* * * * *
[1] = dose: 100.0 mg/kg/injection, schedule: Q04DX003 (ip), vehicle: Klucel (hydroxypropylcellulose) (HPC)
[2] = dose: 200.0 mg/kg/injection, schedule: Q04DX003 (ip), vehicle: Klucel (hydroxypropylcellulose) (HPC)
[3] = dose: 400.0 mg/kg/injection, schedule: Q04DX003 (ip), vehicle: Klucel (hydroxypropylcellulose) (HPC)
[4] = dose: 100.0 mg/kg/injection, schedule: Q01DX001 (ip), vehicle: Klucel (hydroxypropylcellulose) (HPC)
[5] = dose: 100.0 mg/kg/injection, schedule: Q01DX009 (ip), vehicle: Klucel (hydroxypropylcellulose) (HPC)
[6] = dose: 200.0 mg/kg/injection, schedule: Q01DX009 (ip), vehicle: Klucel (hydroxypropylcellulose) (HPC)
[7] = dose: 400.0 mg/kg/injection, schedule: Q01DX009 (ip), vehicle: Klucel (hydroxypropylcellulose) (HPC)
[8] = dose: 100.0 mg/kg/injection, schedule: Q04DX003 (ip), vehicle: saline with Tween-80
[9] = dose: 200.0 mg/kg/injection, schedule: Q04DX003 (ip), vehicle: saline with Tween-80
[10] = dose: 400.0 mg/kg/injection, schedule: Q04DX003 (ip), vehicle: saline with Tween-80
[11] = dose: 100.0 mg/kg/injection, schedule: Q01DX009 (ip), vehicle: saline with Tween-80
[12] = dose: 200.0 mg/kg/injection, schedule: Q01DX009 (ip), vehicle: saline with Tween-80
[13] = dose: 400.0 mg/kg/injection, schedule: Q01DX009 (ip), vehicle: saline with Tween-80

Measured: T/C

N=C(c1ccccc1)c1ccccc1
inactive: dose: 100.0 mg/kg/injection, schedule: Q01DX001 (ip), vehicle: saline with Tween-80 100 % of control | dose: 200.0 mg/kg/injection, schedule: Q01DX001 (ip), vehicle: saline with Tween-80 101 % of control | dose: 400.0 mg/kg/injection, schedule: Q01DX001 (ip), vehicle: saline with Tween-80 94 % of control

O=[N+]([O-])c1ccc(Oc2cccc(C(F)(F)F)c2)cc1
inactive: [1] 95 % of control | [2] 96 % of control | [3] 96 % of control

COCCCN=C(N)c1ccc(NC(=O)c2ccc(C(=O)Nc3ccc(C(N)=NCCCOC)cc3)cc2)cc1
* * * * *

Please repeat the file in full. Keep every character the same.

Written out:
[1] = dose: 100.0 mg/kg/injection, schedule: Q04DX003 (ip), vehicle: Klucel (hydroxypropylcellulose) (HPC)
[2] = dose: 200.0 mg/kg/injection, schedule: Q04DX003 (ip), vehicle: Klucel (hydroxypropylcellulose) (HPC)
[3] = dose: 400.0 mg/kg/injection, schedule: Q04DX003 (ip), vehicle: Klucel (hydroxypropylcellulose) (HPC)
[4] = dose: 100.0 mg/kg/injection, schedule: Q01DX001 (ip), vehicle: Klucel (hydroxypropylcellulose) (HPC)
[5] = dose: 100.0 mg/kg/injection, schedule: Q01DX009 (ip), vehicle: Klucel (hydroxypropylcellulose) (HPC)
[6] = dose: 200.0 mg/kg/injection, schedule: Q01DX009 (ip), vehicle: Klucel (hydroxypropylcellulose) (HPC)
[7] = dose: 400.0 mg/kg/injection, schedule: Q01DX009 (ip), vehicle: Klucel (hydroxypropylcellulose) (HPC)
[8] = dose: 100.0 mg/kg/injection, schedule: Q04DX003 (ip), vehicle: saline with Tween-80
[9] = dose: 200.0 mg/kg/injection, schedule: Q04DX003 (ip), vehicle: saline with Tween-80
[10] = dose: 400.0 mg/kg/injection, schedule: Q04DX003 (ip), vehicle: saline with Tween-80
[11] = dose: 100.0 mg/kg/injection, schedule: Q01DX009 (ip), vehicle: saline with Tween-80
[12] = dose: 200.0 mg/kg/injection, schedule: Q01DX009 (ip), vehicle: saline with Tween-80
[13] = dose: 400.0 mg/kg/injection, schedule: Q01DX009 (ip), vehicle: saline with Tween-80

Measured: T/C

N=C(c1ccccc1)c1ccccc1
inactive: dose: 100.0 mg/kg/injection, schedule: Q01DX001 (ip), vehicle: saline with Tween-80 100 % of control | dose: 200.0 mg/kg/injection, schedule: Q01DX001 (ip), vehicle: saline with Tween-80 101 % of control | dose: 400.0 mg/kg/injection, schedule: Q01DX001 (ip), vehicle: saline with Tween-80 94 % of control

O=[N+]([O-])c1ccc(Oc2cccc(C(F)(F)F)c2)cc1
inactive: [1] 95 % of control | [2] 96 % of control | [3] 96 % of control

COCCCN=C(N)c1ccc(NC(=O)c2ccc(C(=O)Nc3ccc(C(N)=NCCCOC)cc3)cc2)cc1